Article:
This event gave me the biggest charge of adrenaline my bloodstream has ever carried. Shaking, I crawled to a place that seemed safe. But was it? That gray boulder had looked like the Rock of Ages. The Sierra Madre, or anyway a lot of it, is tuff, defined in Geology Made Simple as "rock formed from the lithification of volcanic ash." Tuff erodes faster than most other rock, which explains the narrow slashed canyons of western Chihuahua, some of them a mile deep.

Even so, tuff is solid and heavy and you can drive tent pegs with a piece of it. It must have required a few hundred thousand years for that boulder to erode to the point where my weight made the critical difference. Perhaps I can claim to have been almost killed by the passage of geological time.

It took half an hour for my panic to clear. I sat and waited, proud of my resourceful body, which had done the whole lifesaving procedure by itself—hugged the rock, found the toehold, climbed up the short, difficult distance to safety. I was just its terrified passenger.

Newt, enduring his only day of illness on the trip, had stayed in camp and had moved our tents to a good place about a hundred yards upstream from the waterfall. With plenty of leisure for such things, he had made a camp of oldtime Army neatness—the two tents exactly parallel on a bed of sand, a big supply of firewood sorted and stacked. He had equipped each tent with a kind of wooden doormat made of old shingles found in the stream bed, washed down from some sawmill by last year's floods. They were for standing on while, we undressed and for leaving our boots on during the night. Our one-man tents were comfortable, but too small for any activity other than breathing.

Newt was the experienced outdoors-man. I learned from him. He had started camping in the pine forests and around the sawmills of Georgia at the age of 10; the forests of the Sierra Madre were in some ways a homecoming for him. Pine needles, he said, are called pine straw. Fried salt pork is known as sawmill chicken in some parts of Georgia. When more firelight is needed for a chore, a fat pine knot is the answer. From three or four well-selected rocks. Newt could build a little cook stove that supported perfectly our soup pot and our bean pot. He built a stove at the end of each day while I put up the tents. We left a string of cook stoves in western Chihuahua, some of them in such remote places that they are probably undisturbed even now. (It is a strangely moving moment when an outdoorsman returns and finds the rock fireplace he made and cooked on years before. It has happened to me, and I have seen it happen to another hiker.)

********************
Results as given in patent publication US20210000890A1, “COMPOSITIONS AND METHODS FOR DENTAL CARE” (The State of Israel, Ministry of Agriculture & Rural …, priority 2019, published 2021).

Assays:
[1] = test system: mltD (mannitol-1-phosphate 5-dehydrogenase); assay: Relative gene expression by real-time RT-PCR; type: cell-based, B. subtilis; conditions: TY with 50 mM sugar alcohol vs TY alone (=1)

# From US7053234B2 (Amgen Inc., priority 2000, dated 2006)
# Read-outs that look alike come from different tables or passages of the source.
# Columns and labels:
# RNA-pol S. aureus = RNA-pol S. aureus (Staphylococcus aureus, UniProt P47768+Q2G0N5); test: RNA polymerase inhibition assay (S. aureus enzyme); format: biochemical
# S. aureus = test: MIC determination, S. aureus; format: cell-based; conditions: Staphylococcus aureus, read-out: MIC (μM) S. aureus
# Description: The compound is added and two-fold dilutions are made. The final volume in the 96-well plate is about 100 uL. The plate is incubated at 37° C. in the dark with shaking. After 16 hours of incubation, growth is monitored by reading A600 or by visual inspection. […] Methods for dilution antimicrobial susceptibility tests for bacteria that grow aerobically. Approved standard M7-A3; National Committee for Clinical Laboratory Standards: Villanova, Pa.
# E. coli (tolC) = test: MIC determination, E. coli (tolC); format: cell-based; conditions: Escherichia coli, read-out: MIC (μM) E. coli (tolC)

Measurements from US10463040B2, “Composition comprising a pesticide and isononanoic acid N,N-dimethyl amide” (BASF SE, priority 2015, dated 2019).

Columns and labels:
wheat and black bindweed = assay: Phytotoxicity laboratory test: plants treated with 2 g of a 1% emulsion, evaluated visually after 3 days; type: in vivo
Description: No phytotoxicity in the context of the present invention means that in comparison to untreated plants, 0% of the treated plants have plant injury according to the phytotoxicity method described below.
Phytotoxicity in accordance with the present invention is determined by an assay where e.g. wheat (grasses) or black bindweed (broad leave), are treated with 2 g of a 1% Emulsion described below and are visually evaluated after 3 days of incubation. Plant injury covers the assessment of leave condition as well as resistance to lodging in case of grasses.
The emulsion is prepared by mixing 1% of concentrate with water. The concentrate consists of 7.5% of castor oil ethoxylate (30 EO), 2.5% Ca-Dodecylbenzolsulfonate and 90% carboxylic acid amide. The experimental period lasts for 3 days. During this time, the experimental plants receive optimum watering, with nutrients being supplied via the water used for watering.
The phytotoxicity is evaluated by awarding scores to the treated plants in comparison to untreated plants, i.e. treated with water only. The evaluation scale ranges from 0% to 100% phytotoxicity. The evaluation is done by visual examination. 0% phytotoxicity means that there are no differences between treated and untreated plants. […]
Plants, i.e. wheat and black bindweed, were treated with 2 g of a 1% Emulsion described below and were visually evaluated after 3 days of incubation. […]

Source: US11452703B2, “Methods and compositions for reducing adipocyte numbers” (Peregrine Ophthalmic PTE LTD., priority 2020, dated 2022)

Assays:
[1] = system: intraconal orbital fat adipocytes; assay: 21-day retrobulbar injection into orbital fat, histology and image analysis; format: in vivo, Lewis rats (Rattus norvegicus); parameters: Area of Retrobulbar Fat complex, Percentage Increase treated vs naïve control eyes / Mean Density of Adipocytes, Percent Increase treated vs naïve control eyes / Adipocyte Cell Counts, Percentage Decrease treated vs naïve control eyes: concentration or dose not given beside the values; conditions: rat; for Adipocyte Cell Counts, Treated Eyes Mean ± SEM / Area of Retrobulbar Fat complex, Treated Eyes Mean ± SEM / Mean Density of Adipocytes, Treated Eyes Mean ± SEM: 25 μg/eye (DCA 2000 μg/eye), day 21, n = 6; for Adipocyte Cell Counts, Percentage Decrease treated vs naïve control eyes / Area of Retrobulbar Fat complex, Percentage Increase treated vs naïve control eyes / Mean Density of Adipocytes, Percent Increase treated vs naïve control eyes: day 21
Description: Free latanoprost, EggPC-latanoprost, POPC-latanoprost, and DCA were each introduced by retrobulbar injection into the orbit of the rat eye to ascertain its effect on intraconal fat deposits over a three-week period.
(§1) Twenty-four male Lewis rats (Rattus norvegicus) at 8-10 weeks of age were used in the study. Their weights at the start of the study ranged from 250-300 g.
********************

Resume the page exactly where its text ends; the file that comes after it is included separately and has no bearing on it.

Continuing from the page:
A blue-eyed Mexican farm boy of 13, who had been fishing below the waterfall, sold us seven little trout for two pesos. Probably his great-grandfather was one of the German or English mining engineers who added blue eyes to the local gene pool in the 1890s. The boy was a passionate fisherman with rudimentary equipment—a stick, a string and a barbless homemade hook. We gave him four brand-new fish hooks, mean-looking and shiny. They made him wildly happy.

Lacking fat, we wrapped the trout in foil, buried them in earth and built a fire on top. We hadn't cooked anything that way before, and expected a bit of a mess, but the fish turned out to be excellent—delicious after days of jerky, precooked beans and dry soup mixes. Backpacking in the mountains for weeks at a stretch, you sacrifice variety and go for basic commodities in bulk—half-gallon plastic bags of powdered eggs, Bircher Muesli, shelled pecans. Our custom-made jerky developed a patina, gray-green like that on the copper spires of Copenhagen. We scrubbed it off with our toothbrushes and stream water, wondering if we were wrong to do so. It may have been penicillin.

The trail into the lower canyon is rough but not dangerous. Some prankish boy had hung a dead snake from a limb that overhung a switchback. If you were looking the wrong way, it would brush your face just after you made the turn. About halfway down, the trail comes to a scenic overlook, placed by nature about where a Swiss hotel owner would put it. Looking up, we could see the top of the waterfall. Looking down, we saw the green pool into which it plunged. It fell past us quite silently, some 60 feet away, and the wind blew a little spray into our faces.